OLYMPIA, Wash. -- The Washington State Department of Health announced a new requirement for all public and private high school students starting in the fall of 2016.
Students will be required to have two doses of the chickenpox (varicella) vaccine before starting the 2016-17 school year.
Health officials are encouraging parents to get their teens vaccinated sooner than later, to avoid a last minute rush before the start of school.
“Chickenpox is a preventable disease that can be particularly dangerous for kids with weakened immune systems. If all students are up-to-date with two doses of the chickenpox vaccine, they can start the school year protected,” said State Health Officer Dr. Kathy Lofy.
Students are not required to get the vaccinations if they already had two doses of the vaccine, have had chickenpox in the past, or have had a blood test showing they are immune.
If a student needs two doses of the chickenpox vaccine, they need to wait one month between each dose.
Chickenpox is transmitted through the air by coughing and sneezing or by touching chickenpox blisters.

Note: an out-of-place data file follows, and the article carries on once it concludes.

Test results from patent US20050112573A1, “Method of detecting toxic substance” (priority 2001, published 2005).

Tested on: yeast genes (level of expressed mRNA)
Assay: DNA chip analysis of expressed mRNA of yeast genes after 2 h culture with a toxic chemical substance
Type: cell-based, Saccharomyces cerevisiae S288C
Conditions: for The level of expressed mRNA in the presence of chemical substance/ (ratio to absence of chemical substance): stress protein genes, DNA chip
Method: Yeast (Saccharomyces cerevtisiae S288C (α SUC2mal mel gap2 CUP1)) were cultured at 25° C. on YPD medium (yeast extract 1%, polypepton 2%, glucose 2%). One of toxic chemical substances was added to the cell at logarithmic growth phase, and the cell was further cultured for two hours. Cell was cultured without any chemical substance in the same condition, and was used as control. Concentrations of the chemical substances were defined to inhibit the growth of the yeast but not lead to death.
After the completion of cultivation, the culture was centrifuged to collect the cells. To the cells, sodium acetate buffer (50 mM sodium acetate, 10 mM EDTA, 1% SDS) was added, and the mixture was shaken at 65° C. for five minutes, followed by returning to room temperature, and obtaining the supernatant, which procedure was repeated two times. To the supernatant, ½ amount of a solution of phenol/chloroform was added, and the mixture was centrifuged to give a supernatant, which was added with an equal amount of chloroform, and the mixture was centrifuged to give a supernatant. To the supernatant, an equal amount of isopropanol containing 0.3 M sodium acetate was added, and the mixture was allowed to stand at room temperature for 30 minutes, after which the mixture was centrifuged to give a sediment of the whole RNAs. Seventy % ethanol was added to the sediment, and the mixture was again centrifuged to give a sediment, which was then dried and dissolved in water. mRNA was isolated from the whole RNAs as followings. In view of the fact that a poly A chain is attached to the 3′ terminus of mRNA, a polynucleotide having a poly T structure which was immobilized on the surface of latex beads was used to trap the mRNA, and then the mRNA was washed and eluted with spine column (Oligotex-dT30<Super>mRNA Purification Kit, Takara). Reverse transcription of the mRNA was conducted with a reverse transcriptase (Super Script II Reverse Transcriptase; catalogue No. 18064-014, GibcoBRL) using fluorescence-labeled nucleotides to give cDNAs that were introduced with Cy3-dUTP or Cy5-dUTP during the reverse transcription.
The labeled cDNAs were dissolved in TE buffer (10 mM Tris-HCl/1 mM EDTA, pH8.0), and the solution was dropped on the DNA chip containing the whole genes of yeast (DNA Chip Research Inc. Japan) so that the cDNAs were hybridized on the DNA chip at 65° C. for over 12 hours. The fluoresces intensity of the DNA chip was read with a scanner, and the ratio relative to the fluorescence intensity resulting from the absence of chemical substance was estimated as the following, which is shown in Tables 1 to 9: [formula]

Doctors say it is a very contagious disease that spreads quickly and causes an itchy rash, fever, and sometimes serious illness. People infected with chickenpox are at risk for developing shingles, a painful skin rash, later in life.
Information and frequently asked questions about the new chickenpox vaccine requirements are available on DOH’s website. Parents can also learn more about all vaccine requirements for the 2016-17 school year.
Parents can receive no-cost vaccines for all kids up to 19-years-old through health care providers participating in the state’s Childhood Vaccine Program. Participating providers may charge for the office visit and an administration fee to give the vaccine. People who can’t afford the administration fee can ask for it to be waived.